Following the UK’s Brexit referendum and Donald Trump’s election as U.S. President, 2017 was billed as a year in which mainstream parties in the Netherlands, France and Germany could be overtaken by populist challengers in the shape of Geert Wilders’ PVV, Marine Le Pen’s Front National, and the AfD in Germany. Abel Bojar asks whether the PVV’s failure in the Netherlands and Macron’s victory in France signals the end of this populist trend.
Image credit: Tjebbe van Tijen (CC BY-ND 2.0)
As sighs of relief are heaved across the European establishment upon Emmanuel Macron’s decisive victory over Marine Le Pen in the second round of the French presidential election, a wider question that arises is whether his victory can be seen as a lynchpin in a broader story. In other words, has the populist moment that European observers were so ready to proclaim in the wake of the EU’s migration crisis, the Brexit referendum and Donald Trump’s surprise victory across the Atlantic, come to an abrupt halt?
Clearly, less than a year after the tumultous events of 2015-16, it is too early to provide a definitive answer. Some signs, however, do point in a cheerful direction as far as Western and Southern Europe are concerned. Long seen as the most likely candidate to carry forward the populist tide, Geert Wilders’ PVV disappointed its supporters in March by coming a distant second behind its centre-right rival, the VVD.
Likewise, much has been said about Norbert Hofer’s narrow defeat in Austria’s recent presidential election last December. His party, one of the strongest of its kind in Europe, also seems to be experiencing a slight setback in most recent polls: while still the most popular party in the country by polling around 30%, it has slid about 5% since the beginning of the year and the incumbent centre-left SPÖ appears to be narrowing the gap. Other examples include the collapse in support for the Finns Party since last September and the more recent weakening of the German AfD, UKIP and if, for the sake of balance, one includes parties from the far-left of the spectrum, Syriza in Greece.
One can only speculate about the causes of this trend reversal if it amounts to one at all. According to the economic story, the Eurozone’s tepid recovery appears to be holding up, possibly ameliorating some of the economic grievences that led to the populist vote in the first place. Alternatively, the answer could lie in mainstream actors’ strategic (opportunistic?) positioning: by taking on board some of the far-right’s core messages in the domains of security and immigration, they have managed to appeal to some of their potential supporters. Though not so much in the French campaign, this sort of dynamic has been clearly discernible in the Dutch and the Austrian cases.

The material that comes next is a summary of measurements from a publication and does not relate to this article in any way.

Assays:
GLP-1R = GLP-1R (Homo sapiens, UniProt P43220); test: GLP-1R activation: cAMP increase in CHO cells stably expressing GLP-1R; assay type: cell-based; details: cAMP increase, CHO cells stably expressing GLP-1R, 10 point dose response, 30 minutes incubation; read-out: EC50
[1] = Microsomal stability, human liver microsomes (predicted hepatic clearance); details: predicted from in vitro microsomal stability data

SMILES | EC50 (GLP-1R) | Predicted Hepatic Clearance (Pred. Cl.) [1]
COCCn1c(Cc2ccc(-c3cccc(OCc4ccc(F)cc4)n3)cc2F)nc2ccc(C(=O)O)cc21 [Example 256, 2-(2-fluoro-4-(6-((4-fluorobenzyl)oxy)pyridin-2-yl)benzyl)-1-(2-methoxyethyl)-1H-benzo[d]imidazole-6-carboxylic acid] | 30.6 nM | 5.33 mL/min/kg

Finally, the populist moment may have set in motion its own countervailing dynamics: by highlighting the increasingly realistic threat of a disintegrating Europe and an unravelling of the NATO umbrella, it may have mobilised a crucial segment of centrist and risk-averse voters to turn towards the mainstream. Before electoral surveys emerge that allow researchers to adjudicate between these competing explanations, progressive forces can only hope that a trend reversal is indeed under way.
Note: This article gives the views of the author, and not the position of EUROPP – European Politics and Policy, nor of the London School of Economics.
Abel Bojar – LSE European Institute / European University Institute
Abel Bojar is LSE Fellow in Political Economy of Europe at the LSE’s European Institute and a Research Fellow at the European University Institute, Florence.